--more--"

Honestly, I'm sick of the banker's paper telling us how great they all are.

Related:

Bank of America 1st quarter profits up 40%

Bank of America boosts CEO Moynihan’s pay 25 percent, to $20 million

Happy New Year!

"Cybercrime ensnares Berkshire Bank, lawsuit claims" by Deirdre Fernandes Globe Staff  December 22, 2016

Berkshire Bank was the alleged target of an increasingly common type of cyberheist this fall that bilked a longtime customer out of more than $1 million, according to a lawsuit filed this week.

Jim Jacobs, a Florida-based modern art dealer, filed suit in US District Court in Springfield alleging that the bank’s inadequate fraud detection systems allowed criminals to steal $1.4 million from his account and move the money to Hong Kong through two wire transfers in October.

Jacobs, who has ties to the Western Massachusetts art community, opened his personal account with Great Barrington Savings Bank in 1980, before it merged with what eventually became Berkshire Bank, now an $8 billion institution.

According to the lawsuit, over the years Jacobs’s account grew significantly, and he was assigned a personal banker at Berkshire Bank who handled his transactions — a common practice among financial institutions looking to cater to high-net-worth clients.

Over the course of a week in October, the personal banker fell for three fake, or spoofed, e-mails from somebody pretending to be Jacobs. The imposter directed the banker to transfer $580,000 and $826,000 into two separate banks in Hong Kong, suggesting the payments were related to the work of abstract painter Agnes Martin, according to the lawsuit. 

I never even look at e-mail anymore, other than to check the delete all button.

Berkshire Bank failed to verify that Jacobs was actually making the requests, according to the lawsuit. The transactions should have raised red flags at Berkshire Bank because Jacobs had never done business with the companies receiving the money, nor their Hong Kong banks, in the past, according to the lawsuit.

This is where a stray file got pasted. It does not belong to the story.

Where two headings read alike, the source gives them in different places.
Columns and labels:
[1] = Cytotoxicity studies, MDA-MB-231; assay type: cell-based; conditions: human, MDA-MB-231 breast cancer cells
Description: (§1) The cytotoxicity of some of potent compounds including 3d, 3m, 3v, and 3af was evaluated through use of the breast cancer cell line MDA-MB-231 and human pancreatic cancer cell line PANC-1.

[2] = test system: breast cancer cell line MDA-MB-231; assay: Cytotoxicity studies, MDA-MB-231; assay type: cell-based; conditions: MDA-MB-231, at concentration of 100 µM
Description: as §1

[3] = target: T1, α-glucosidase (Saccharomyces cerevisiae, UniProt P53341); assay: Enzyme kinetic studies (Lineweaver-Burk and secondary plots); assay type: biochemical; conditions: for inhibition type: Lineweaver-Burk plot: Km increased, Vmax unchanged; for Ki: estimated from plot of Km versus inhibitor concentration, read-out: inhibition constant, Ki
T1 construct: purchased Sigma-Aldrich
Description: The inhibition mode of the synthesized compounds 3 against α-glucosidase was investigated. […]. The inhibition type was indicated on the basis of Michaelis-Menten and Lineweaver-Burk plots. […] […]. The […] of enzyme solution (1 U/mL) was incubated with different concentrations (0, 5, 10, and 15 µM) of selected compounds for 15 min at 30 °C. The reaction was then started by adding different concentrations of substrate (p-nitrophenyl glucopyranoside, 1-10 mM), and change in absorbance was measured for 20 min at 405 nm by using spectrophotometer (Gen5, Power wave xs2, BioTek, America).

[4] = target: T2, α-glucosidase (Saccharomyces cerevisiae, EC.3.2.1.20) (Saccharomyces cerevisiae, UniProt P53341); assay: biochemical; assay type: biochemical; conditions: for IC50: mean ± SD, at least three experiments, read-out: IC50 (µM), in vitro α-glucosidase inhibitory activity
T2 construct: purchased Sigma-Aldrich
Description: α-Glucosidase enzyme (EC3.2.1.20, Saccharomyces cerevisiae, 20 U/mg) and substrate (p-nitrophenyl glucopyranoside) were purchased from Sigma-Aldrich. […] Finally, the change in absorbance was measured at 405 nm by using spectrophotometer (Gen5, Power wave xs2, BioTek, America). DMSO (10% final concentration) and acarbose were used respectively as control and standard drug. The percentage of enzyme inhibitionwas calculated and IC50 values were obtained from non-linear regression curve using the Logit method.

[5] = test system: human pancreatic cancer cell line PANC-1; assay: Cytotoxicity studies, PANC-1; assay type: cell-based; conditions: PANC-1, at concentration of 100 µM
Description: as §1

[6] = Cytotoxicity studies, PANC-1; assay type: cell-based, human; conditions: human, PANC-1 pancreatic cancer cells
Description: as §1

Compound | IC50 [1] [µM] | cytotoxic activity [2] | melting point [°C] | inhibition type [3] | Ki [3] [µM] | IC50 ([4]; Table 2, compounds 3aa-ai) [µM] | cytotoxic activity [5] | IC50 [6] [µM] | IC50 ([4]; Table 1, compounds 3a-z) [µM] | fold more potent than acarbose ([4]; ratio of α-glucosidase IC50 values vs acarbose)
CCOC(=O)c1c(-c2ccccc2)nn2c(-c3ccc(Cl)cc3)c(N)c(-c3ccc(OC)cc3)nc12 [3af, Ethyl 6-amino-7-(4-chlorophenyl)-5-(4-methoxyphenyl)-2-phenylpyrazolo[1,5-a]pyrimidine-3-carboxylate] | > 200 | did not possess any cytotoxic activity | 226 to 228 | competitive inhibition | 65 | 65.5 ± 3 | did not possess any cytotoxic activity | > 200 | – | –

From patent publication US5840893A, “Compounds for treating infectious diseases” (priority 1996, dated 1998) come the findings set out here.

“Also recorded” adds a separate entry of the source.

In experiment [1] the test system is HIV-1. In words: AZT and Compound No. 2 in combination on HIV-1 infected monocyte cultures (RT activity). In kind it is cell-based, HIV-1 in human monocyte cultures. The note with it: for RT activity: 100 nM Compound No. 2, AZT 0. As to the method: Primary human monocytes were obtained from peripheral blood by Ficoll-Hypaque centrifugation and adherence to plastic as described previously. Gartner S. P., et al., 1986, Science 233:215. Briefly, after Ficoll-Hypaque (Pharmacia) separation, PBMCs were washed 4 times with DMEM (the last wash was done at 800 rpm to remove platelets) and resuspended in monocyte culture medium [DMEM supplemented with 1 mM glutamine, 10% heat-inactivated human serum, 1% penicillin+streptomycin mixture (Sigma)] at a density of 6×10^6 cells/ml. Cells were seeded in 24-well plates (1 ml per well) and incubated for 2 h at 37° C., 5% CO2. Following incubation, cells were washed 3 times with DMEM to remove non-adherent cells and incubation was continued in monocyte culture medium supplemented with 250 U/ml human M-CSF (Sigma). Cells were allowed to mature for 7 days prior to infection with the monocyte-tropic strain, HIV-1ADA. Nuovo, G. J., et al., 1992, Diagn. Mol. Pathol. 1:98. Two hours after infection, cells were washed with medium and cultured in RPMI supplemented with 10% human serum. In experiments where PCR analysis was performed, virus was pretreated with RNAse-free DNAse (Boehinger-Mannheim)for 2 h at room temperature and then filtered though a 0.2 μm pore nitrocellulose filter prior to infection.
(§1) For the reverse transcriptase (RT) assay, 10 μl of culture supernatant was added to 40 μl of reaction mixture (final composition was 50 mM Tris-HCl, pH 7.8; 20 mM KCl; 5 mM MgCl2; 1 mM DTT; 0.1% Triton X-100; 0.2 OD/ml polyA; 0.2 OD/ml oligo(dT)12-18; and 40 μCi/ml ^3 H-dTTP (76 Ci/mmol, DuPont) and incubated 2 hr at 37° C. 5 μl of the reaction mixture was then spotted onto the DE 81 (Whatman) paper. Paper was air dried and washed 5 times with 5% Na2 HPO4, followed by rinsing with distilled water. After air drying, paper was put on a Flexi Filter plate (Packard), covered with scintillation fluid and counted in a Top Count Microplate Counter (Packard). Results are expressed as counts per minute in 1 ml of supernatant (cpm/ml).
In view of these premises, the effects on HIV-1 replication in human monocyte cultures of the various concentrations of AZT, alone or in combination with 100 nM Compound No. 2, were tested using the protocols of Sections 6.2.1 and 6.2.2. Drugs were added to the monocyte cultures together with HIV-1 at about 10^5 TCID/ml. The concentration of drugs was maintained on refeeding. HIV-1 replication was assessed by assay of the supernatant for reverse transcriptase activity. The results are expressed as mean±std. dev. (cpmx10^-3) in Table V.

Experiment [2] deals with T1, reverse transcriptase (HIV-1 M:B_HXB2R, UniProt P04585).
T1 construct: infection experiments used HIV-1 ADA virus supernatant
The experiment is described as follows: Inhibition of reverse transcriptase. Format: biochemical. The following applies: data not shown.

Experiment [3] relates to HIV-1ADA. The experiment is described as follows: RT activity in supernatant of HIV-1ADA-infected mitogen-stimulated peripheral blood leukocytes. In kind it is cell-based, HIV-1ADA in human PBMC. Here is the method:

Scams that use fake e-mail to target businesses are on the rise nationally, according to cybersecurity experts and law enforcement officials. In most cases, cybercriminals were able to glean enough information about employees in a company to create a fake e-mail from an executive that’s sent to accountants or financial officers instructing them to make wire transfers into accounts held by the thieves. These schemes have hit technology companies, small businesses, and real estate firms, said Michael Kelly, a supervisory special agent for the economic crime squad in the Boston FBI office.

Are you sure it wasn't an inside job

And where the hell are the telecoms and NSA data collectors?

“If you make wire transfers on a regular basis, you’re going to be targeted,” Kelly said. “We are in a fast-paced business environment. We’re not used to doing things face-to-face anymore and this scheme takes advantage of it.”

Banks, which were targeted in the first wave of these scams, have deployed increasingly sophisticated algorithms to weed out potentially fraudulent wire transfer requests from their customers, Kelly said.

Jacobs learned of the unauthorized transfers when he returned from a European vacation in late October and spoke with the personal banker, who mentioned the transactions.

“Berkshire Bank, by failing to exercise the care of a reasonably prudent person in connection with sending and resending of wires to Hong Kong without authenticating the transfer orders, breached its fiduciary duty,” the lawsuit states.